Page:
28 July, 2001
Visitor from Barrow and Some Technical Information
A light rain started falling around 3:30 p.m. Because rain may cause a fuse to blow in the antennae, we ended our data collection several hours early. I am starting my journal early tonight because (a) Greg is leaving early tomorrow and (b) I have a visitor coming to camp!!
Life on ice ... almost
As we were packing our gear into the car this afternoon to head back to camp, Chris Donavon and her daughter arrived. Chris, a fellow TEA, has just finished her seven-week research stint in Barrow, Alaska, measuring how much carbon dioxide is absorbed into the tundra. Check out her journals: Click here to check them out!
She and Megan are spending time touring Alaska before heading back to Arizona, land of paved roads, flush toilets and dark nights.
It is amazing the things the body can get used to: the CRREL guys in camp have been here since May and typically wear t-shirts and jeans around camp and on the glacier, while I wear long underwear and my vest from the moment I get up to the moment I go to sleep. Two weeks ago, I couldn't sleep for the constant light; now, it's no problem. Indeed, Chris and I discussed how tricky it will be for our bodies to readjust to dark nights.
Other news: Greg and Kendra head to Ft. Wainwright (outside Fairbanks) tomorrow to complete a short seismic study up there. They are trying to map more accurately the bedrock, permafrost and pollution near the runways there. Jet fuel has spilled and the army is trying to determine if their efforts to clean it up were successful. Pretty cool to see geophysics in action!
Science at work
In yesterday's webcast conference, a question was received via e-mail as the conference was concluding: "Where is the physics in geophysics?"
The answer that leaps to mind is "At the end"; somehow, I think the person asking the question (Jeff Dunham, my mentor and physics professor at Middlebury) had something else in mind.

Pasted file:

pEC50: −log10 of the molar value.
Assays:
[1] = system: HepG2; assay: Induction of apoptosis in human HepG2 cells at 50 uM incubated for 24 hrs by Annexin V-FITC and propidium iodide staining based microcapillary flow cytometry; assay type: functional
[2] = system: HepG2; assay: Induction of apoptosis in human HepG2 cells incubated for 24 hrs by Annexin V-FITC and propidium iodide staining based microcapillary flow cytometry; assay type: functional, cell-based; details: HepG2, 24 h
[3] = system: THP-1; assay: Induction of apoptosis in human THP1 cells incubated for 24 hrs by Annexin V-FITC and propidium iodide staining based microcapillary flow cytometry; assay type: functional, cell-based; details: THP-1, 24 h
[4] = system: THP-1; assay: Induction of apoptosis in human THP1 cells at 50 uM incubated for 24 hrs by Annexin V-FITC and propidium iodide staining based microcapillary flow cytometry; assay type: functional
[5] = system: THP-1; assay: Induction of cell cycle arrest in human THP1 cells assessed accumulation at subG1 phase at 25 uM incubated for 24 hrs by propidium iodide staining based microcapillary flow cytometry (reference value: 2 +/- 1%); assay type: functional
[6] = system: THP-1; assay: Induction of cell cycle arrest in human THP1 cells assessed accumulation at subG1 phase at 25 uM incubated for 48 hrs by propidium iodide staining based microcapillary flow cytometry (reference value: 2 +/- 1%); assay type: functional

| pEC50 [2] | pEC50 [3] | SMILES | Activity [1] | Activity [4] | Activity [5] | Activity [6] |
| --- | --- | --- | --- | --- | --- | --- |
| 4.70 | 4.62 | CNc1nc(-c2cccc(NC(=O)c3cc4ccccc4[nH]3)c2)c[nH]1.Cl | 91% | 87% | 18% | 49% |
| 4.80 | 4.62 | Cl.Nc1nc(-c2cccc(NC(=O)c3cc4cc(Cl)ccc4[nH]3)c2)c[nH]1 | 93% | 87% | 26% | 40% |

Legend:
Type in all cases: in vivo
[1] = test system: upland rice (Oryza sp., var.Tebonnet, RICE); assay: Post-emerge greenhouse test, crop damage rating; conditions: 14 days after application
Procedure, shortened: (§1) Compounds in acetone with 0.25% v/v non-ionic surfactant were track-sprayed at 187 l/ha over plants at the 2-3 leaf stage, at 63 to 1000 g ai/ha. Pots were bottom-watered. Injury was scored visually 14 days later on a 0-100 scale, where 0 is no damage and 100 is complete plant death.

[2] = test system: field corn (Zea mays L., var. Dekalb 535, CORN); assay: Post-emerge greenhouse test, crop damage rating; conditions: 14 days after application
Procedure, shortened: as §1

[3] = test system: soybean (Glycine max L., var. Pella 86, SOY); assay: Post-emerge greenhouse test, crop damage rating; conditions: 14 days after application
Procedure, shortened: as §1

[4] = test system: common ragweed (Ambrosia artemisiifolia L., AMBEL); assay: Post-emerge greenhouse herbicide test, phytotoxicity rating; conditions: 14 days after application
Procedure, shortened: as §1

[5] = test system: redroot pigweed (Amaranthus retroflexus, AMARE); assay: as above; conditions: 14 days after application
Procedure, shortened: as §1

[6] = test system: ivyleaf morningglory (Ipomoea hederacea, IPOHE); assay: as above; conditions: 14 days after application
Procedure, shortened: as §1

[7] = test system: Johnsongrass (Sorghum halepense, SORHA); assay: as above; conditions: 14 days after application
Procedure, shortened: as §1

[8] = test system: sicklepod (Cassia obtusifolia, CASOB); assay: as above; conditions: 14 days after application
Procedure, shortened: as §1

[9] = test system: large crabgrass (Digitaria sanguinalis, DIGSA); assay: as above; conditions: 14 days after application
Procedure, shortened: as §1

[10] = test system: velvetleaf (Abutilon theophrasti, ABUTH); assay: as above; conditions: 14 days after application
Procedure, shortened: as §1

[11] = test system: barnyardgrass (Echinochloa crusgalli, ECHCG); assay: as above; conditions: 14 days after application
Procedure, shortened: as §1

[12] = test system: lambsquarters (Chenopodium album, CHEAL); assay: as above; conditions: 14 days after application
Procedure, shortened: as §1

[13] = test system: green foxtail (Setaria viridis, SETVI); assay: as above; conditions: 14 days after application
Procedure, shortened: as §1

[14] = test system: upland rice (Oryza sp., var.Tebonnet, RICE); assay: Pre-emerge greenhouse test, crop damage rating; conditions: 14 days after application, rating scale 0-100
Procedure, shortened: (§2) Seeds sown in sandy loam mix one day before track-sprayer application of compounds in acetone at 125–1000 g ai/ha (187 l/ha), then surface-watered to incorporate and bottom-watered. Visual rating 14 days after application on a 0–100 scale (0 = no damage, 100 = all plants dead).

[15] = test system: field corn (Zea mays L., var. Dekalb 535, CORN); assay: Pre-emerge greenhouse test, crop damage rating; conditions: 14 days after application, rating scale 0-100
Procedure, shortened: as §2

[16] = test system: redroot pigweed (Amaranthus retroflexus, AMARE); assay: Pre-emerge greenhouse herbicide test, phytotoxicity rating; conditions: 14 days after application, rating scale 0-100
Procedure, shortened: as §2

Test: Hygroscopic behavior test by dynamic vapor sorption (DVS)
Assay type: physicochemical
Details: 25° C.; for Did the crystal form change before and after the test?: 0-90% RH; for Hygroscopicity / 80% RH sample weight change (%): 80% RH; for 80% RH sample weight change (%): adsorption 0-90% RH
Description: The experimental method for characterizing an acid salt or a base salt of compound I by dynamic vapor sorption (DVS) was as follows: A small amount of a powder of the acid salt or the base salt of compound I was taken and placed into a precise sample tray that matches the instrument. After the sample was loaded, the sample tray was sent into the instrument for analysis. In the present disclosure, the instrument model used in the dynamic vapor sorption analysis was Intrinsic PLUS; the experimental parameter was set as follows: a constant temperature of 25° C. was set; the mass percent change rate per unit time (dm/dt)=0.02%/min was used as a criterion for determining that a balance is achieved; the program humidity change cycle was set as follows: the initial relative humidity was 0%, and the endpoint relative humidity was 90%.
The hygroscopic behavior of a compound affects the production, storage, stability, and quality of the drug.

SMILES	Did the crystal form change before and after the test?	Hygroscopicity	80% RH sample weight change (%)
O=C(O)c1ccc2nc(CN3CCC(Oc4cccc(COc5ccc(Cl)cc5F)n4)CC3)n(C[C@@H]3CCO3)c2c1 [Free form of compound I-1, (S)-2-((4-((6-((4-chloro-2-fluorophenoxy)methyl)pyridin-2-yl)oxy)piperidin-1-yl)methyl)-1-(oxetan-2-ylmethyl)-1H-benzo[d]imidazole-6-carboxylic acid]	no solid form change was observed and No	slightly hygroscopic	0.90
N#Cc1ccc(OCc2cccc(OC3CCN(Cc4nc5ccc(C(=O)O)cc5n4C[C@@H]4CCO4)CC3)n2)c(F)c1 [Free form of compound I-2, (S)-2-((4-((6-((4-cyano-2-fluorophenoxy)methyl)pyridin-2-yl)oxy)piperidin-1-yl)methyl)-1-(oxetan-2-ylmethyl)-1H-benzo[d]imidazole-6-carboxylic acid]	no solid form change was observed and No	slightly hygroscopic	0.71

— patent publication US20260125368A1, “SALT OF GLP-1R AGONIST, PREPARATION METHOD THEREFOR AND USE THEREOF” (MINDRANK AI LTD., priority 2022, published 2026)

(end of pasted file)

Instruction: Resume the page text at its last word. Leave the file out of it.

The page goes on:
A more thoughtful response then.
A thorough understanding of physics is necessary to successfully use geophysics because physics (and parcticularly wave theory) is used to ... a) understand the potential applications and limitations of the equipment.< /i>
For example, in yesterday's journal I mentioned that the speed of seismic waves in ice at the surface and at the bottom of the ice are different. Physics tells us how and why.
Another example: radar measures the electrical differences of matter underground. GPR does not work in clay. Physics helps us understand why. Another example: we place geophones a certain distance apart; we take samples of GPR data at certain intervals. Physics tells us what those intervals should be.
b) process and interpret data
After all the data has been collected, it must be processed and interpreted. The objective of processing is to improve the "signal" and reduce the "noise". Doing so requires knowledge of the frequencies of the seismic and GPR waves and how to manipulate them. Physics teaches us about waves. Comparing GPR and seismic data requires us to convert time into distance. Physics shows us how.
Interpreting the data is the application of wave theory. Scientists looking for reflections in geophysical data must look for and avoid noise that indicate diffractions and interference of seismic and GPR waves. Physics is gives us clues about what this "noise" should look like.
c) develop models and hypotheses
By using physics, scientists are able to develop new models and run simulations to show how different earth materials would react in different situations.
Since we're on the subject, let's talk about interpreting data (hang on to your seats; the ship to really cool thinking is about to take off)
Check out the pictures... Think and look carefully.
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